i want my money back. i saw lots of stuff (trees growing, walls breathing, pavement disecting itself, clouds turning to giant snowflakes, a frisbee going through someone), but no God. unless of course, that was Him in plain sight.

now i don't know what to believe. i guess i need the faith of a[n obviously] crazy child

why are there psychotic atheists? were they raised catholic?
 

$tinkle

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Feb 12, 2003
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and if all christians should "pay taxes and be put into mental institutions", then what will they do for a living that will be used to collect taxes?

and all abrahamic religions are based upon ancient rome? and judaism resulted from the cult of caesar?

that video thomas pained me.
 

Andyman_1970

Turbo Monkey
Apr 4, 2003
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The Natural State
I realized the sciam link won't let you read it anymore, you can see an excerpt here:

http://www.boingboing.net/2007/10/08/neuroscience-and-god.html
Thats a negative Ghostrider.......blocked as well..........

Not a huge deal, I have a pretty good grasp of the intent of the topic....as you can't "prove" God is "real" then these people who believe in him must be crazy.

Would be interesting to compare the definitions of pschycosis and faith.

Also behaviors we consider normal or abnormal, are considered the opposite in other cultures, so in some sense what is "normal" psychologically is relative to the surrounding culture is it not?
 

syadasti

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Apr 15, 2002
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MRIs give us direct insight into what is actually going on in the brain.

boingboing said:
Neuroscience and God
Posted by David Pescovitz, October 8, 2007 12:28 PM
The current issue of Scientific America Mind looks at how neuroscientists are using brain scans to study the biology of spiritual experiences. The fMRI images seen here are from a study by University of Montreal researcher Mario Beauregard and his colleagues. The scientists scanned the brains of nuns as they recalled religious epiphanies to see which areas of the brain lit up.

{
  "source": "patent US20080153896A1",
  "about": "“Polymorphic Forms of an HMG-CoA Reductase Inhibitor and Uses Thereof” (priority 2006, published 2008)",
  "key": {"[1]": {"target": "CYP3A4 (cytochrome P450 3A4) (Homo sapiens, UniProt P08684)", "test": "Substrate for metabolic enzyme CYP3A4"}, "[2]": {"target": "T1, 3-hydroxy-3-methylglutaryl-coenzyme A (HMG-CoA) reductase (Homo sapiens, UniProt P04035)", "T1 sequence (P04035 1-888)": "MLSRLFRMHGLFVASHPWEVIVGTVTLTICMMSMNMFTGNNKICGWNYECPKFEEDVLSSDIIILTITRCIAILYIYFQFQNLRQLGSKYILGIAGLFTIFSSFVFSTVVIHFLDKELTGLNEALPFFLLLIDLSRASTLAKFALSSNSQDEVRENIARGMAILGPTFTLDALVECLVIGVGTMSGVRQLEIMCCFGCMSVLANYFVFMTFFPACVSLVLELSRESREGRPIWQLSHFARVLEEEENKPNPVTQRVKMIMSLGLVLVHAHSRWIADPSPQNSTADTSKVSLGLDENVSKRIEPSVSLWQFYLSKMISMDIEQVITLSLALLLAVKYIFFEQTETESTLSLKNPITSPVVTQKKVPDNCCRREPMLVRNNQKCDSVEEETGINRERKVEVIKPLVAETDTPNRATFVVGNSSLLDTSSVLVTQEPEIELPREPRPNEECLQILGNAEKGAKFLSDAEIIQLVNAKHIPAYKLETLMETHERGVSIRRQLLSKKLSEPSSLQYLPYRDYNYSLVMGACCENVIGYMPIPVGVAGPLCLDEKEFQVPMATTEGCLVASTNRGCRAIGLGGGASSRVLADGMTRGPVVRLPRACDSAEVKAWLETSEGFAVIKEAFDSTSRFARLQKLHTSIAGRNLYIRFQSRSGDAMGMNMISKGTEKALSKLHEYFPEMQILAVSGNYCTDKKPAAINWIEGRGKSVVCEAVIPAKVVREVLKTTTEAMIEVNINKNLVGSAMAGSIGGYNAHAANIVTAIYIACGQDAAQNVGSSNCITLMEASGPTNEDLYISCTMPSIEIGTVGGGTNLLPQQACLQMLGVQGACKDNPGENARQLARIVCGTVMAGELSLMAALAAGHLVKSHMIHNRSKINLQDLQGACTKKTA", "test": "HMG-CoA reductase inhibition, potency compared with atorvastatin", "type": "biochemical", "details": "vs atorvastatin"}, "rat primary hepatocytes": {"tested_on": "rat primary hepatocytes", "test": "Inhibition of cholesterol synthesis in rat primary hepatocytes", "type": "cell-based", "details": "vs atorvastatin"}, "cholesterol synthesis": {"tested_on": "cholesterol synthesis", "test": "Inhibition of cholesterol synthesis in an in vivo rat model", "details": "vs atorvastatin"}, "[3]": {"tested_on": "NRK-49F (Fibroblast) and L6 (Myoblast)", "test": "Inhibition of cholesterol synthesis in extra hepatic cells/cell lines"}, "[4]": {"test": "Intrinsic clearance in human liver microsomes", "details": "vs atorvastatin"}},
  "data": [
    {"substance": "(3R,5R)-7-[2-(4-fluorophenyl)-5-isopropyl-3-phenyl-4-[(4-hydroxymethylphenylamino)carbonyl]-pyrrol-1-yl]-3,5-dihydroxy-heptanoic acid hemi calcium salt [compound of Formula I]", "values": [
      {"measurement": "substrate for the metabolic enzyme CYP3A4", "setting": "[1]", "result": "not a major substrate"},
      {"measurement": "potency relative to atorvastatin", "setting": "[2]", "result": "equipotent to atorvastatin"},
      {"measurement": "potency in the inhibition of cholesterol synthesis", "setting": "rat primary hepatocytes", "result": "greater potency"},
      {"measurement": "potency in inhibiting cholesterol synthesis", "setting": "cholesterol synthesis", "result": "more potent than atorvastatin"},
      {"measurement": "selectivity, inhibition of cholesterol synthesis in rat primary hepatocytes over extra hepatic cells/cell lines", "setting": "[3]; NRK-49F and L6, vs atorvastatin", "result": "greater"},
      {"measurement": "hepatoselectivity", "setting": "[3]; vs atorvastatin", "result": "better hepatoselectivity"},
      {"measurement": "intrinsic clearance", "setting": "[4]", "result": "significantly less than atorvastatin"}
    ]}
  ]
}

Such efforts to reveal the neural correlates of the divine—a new discipline with the warring titles “neurotheology” and “spiritual neuroscience”—not only might reconcile religion and science but also might help point to ways of eliciting pleasurable otherworldly feelings in people who do not have them or who cannot summon them at will. Because of the positive effect of such experiences on those who have them, some researchers speculate that the ability to induce them artificially could transform people’s lives by making them happier, healthier and better able to concentrate. Ultimately, however, neuroscientists study this question because they want to better understand the neural basis of a phenomenon that plays a central role in the lives of so many. “These experiences have existed since the dawn of humanity. They have been reported across all cultures,” Beauregard says. “It is as important to study the neural basis of [religious] experience as it is to investigate the neural basis of emotion, memory or language.”

Scientists and scholars have long speculated that religious feeling can be tied to a specific place in the brain. In 1892 textbooks on mental illness noted a link between “religious emotionalism” and epilepsy. Nearly a century later, in 1975, neurologist Norman Geschwind of the Boston Veterans Administration Hospital first clinically described a form of epilepsy in which seizures originate as electrical misfirings within the temporal lobes, large sections of the brain that sit over the ears. Epileptics who have this form of the disorder often report intense religious experiences, leading Geschwind and others, such as neuropsychiatrist David Bear of Vanderbilt University, to speculate that localized electrical storms in the brain’s temporal lobe might sometimes underlie an obsession with religious or moral issues.